Last year’s health care reform legislation, although still up for further debate in Congress and facing a constitutionality ruling later this year in the U.S. Supreme Court, will result in major changes for companies and their health care insurers. Many experts in the health care and human resources (HR) community are predicting substantial growth in employee wellness programs and, with these programs, greater use of incentives in order to encourage healthier lifestyles.

As part of the Patient Protection and Affordable Care Act, employers will be able to offer greater incentives beginning in 2014 to employees participating in corporate wellness programs or for meeting other health targets.

Wellness makes sense (and cents)

Wellness in the workplace is about preventing illness to employees. Therefore, it’s about protecting the company’s most valuable asset: its workers. By protecting employees’ well-being, companies reduce the amount of money paid out in health insurance benefits — now averaging more than $6,000 per year per employee, according to a Mercer HR study. Other cost factors include workers’ compensation benefits, temporary help wages and orientation expenses, and, let’s not forget about the stress on those individuals who may have to pick up the absent workers’ workload.

These issues speak volumes for a company to have in place a health and wellness program that provides incentives for employees to get and stay healthy.

So, what is the overriding incentive for a company to adopt a wellness program tied to incentives? In dollars and cents, it’s a big one. According to a 2011 Incentive Research Foundation study, “year-round comprehensive corporate wellness programs have shown saving-to-cost ratios of more than $3 saved for each $1 invested.”  The savings include medical costs, absenteeism, workers’ compensation, short-term disability, and increased productivity.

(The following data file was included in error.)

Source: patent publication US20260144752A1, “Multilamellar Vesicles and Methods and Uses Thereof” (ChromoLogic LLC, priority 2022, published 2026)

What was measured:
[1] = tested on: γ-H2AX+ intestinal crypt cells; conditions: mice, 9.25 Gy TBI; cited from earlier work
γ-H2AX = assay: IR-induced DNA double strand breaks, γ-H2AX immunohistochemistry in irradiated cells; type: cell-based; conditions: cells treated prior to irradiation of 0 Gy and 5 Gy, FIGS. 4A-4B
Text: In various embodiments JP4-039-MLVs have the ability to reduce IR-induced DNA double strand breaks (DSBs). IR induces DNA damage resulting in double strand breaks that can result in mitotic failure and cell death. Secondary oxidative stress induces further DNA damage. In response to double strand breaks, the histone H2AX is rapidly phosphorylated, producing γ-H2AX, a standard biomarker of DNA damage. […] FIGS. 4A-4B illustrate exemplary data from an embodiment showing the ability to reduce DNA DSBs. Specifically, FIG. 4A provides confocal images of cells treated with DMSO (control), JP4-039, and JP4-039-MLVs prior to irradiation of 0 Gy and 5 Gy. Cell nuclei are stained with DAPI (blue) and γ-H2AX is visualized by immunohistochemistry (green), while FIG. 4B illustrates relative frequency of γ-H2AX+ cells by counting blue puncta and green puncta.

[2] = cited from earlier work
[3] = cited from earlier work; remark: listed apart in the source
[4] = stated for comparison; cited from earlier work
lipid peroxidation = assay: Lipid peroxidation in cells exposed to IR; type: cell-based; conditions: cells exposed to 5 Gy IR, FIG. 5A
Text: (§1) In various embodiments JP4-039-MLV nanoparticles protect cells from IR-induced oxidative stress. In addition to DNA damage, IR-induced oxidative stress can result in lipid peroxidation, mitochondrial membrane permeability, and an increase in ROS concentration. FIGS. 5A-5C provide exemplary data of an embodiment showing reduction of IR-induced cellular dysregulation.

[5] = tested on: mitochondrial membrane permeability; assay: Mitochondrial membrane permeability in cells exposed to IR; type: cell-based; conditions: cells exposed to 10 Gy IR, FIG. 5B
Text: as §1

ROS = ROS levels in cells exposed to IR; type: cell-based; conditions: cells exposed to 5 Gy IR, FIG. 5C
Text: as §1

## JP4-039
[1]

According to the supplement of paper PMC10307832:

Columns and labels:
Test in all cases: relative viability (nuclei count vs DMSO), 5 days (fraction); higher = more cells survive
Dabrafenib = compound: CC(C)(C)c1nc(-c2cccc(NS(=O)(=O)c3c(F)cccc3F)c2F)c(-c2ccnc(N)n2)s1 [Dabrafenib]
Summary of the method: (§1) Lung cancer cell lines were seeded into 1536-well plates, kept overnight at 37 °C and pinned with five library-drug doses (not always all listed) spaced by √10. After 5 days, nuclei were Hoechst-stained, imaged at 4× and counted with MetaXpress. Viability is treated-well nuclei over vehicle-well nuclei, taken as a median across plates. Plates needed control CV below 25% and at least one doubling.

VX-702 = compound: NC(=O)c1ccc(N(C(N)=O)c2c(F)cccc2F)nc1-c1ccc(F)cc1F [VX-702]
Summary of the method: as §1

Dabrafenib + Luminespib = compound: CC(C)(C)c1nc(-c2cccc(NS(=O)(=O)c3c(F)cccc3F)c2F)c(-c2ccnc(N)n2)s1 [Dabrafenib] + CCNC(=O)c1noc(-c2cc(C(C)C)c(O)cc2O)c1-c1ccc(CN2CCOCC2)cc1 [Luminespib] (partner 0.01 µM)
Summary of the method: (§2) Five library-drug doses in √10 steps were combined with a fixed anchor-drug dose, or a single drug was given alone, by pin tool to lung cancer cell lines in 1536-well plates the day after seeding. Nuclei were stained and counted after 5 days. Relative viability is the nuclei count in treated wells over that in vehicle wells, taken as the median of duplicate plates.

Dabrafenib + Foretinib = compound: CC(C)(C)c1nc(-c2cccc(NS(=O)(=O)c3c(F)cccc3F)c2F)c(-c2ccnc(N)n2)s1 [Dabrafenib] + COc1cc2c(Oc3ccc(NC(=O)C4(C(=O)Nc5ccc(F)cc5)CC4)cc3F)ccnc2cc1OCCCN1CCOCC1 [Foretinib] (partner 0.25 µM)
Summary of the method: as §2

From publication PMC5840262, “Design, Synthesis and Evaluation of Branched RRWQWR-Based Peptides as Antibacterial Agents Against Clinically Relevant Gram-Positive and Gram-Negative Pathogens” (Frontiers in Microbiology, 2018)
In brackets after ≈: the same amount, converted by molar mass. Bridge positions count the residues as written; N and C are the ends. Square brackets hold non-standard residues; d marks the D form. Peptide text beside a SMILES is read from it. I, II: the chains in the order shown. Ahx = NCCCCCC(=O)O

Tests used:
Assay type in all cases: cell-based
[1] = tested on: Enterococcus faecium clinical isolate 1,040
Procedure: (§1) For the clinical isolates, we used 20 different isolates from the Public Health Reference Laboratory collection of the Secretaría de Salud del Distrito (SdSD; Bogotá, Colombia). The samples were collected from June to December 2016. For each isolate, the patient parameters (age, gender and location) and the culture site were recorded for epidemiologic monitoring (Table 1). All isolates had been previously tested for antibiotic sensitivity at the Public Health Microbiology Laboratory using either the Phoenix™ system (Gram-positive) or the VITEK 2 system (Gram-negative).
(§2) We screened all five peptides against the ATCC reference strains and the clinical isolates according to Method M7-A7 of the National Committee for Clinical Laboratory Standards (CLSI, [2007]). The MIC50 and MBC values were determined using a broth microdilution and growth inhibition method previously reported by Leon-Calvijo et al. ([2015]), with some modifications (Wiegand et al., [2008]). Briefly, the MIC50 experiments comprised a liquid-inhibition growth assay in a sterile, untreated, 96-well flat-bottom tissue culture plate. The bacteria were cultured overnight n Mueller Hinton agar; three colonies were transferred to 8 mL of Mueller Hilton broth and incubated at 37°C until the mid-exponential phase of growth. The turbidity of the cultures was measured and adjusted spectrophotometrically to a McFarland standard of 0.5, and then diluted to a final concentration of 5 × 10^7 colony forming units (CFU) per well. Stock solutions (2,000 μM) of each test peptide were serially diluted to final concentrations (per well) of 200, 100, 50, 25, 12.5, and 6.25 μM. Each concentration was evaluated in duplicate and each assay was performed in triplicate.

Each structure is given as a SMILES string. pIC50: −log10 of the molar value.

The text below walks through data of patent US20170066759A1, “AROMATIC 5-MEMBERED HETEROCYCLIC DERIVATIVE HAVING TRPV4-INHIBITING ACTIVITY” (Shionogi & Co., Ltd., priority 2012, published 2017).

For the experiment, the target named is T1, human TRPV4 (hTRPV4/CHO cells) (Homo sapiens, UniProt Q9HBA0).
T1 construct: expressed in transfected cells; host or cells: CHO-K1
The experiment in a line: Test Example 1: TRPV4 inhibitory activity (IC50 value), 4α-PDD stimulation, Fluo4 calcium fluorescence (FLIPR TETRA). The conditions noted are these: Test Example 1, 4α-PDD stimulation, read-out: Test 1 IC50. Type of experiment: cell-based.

Picking the right reward

The goal of a health and wellness incentive is to modify a person’s behavior. For an incentive or reward to have the desired effect, it must offer high value to the recipient. An employee will not try to earn something that has no value to them, so it is important for companies to select rewards that motivate and encourage the desired behavior.

However, the reward does not have to be expensive to be effective. In fact, a small inexpensive reward given on a frequent, regular basis reinforces and promotes the desired behavior more effectively. Select an award that everyone on the team can earn; if the goals are set too high, few will strive to earn them. The reward should provide instant gratification, and avoid disconnect between the action and reward. A tangible gift is often perceived to have a higher value than its actual cost. A $10-$20 gift card redeemable at the local coffee shop, for a sandwich at a favorite lunch spot, or a movie ticket, gives employees immediate rewards for proactive healthy behaviors. A gift card is a solution which is relatively inexpensive, has a perceived higher value, and can be given instantly to reward wellness practices. A gift card also serves as a long-term reminder of the accomplishment.

A program that pays for itself

Putting an incentive gift card program into place is relatively easy. Gift cards are readily available in local grocery stores, pharmacies and convenience stores. They can be purchased online directly from merchants, in small quantities and in bulk. When making large purchases, many major retailers and gift card suppliers offer companies a discount off the face value of the cards, thus offering companies an added savings. Gift cards are easily inventoried and fit securely in a small safe or desk drawer.

Creating, managing and paying for a health and wellness program does not have to be difficult, expensive or time-consuming to be effective. Your program can be complex with a sophisticated points-based system or as simple as predetermined wellness goals and reward criteria supported by a supply of assorted inexpensive gift cards to hand out when goals have been met.

Whether you go with a sophisticated all-encompassing program or a simple wellness program, the benefits to your company will outweigh the costs. And best of all, a wellness program can essentially pay for itself.